[I apologize in advance to regular Scatterplot readers and authors, as this post, like my last one, has an awful lot of “inside baseball.” I plan to return to writing on matters of academia and social science soon.]
A few years ago I was part of a group of UNC faculty who began meeting in the aftermath of the revelations about fake classes. Horrified at the misconduct perpetrated by a colleague and upset about the apparent disregard for academic quality that disproportionately helped student-athletes stay eligible to play, our group—which eventually became the Athletics Reform Group (ARG)—met and discussed how to voice our disapproval and advocate for educational opportunities and academic integrity with respect to athletes. I was proud to be one of the signatories of a statement we released at the first game of UNC’s new football coach, Larry Fedora, and of a set of principles we put out later. We had many discussions about the problems of college athletics and the compromises that are required. These included experts in the field of college sports as well as many of us who are simply concerned, informed faculty. We met with outside figures like Taylor Branch and Joe Nocera as well as current and former Carolina athletes. The group included many faculty leaders at Carolina, many of whom have ended up on different sides of the debates that have followed since.
Our group was part of the impetus for the Faculty Executive Committee (FEC) to investigate, and the FEC authors met with several of us, including Jay Smith and me. The FEC report, in turn, pushed for the Martin investigation and the Rawlings panel. Meanwhile, members of the Faculty Athletics Committee (FAC), an elected faculty committee, reached out to us to recommend that one or more ARG members run for seats on FAC. Most ARG members declined, but Kenneth Janken and I agreed to stand for election, and I was elected. I offer this history to underscore that no one person or group in this debate has a monopoly on concern for academic integrity or athletic reform.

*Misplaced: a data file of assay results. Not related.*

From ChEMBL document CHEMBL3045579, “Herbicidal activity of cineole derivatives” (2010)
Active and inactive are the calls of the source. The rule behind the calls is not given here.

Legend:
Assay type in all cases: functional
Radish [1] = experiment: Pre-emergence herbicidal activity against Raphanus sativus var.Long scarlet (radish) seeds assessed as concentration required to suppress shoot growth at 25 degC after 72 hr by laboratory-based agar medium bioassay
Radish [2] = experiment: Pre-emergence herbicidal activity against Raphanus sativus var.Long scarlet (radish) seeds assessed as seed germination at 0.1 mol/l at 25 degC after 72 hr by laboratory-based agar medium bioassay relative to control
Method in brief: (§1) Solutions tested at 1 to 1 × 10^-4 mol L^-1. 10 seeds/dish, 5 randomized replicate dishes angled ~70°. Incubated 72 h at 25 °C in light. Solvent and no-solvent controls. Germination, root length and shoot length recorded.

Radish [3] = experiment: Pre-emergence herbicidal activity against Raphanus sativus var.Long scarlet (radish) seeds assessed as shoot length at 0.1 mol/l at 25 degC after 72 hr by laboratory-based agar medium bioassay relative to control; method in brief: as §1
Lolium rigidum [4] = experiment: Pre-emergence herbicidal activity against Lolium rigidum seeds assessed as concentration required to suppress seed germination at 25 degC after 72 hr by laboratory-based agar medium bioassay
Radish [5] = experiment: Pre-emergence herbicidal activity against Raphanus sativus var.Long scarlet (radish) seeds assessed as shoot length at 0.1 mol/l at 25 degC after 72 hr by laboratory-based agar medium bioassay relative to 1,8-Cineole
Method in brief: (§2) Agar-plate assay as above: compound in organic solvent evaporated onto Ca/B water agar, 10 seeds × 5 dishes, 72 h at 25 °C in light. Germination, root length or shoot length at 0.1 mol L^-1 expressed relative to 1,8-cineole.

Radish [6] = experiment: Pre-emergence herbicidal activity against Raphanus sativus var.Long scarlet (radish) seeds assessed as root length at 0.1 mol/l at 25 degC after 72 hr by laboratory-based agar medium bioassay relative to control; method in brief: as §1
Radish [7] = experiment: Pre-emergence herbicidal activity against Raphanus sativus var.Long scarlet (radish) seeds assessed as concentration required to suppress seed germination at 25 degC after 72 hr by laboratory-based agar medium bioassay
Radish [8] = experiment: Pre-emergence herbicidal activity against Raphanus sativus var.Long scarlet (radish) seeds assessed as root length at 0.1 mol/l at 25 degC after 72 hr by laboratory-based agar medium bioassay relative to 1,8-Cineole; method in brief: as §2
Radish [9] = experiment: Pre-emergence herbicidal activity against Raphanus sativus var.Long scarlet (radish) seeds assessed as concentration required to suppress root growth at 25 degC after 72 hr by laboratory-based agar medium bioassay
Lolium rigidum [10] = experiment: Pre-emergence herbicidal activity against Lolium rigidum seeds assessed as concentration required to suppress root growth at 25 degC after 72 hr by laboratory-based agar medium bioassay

We know a lot about the academic misconduct that happened. Julius Nyang’oro, in collusion with Debbie Crowder and apparently without adequate oversight from above, offered a number of “independent study” classes that rarely or never met and offered students high grades. The students in these were disproportionately, though far from entirely, revenue athletes. Athletics and Academic Support staff almost certainly knew about this and likely encouraged student-athletes to use these as opportunities to pad their grades—which the student-athletes, along with a considerable number of non-athlete students, did. (Nobody will be shocked to find out that many college students are attracted to the availability of easy As!) Collectively, UNC badly failed these students—athletes and not—by allowing them to pass without demanding that they learn. This is utterly disgraceful and demands an intensive, institution-wide response.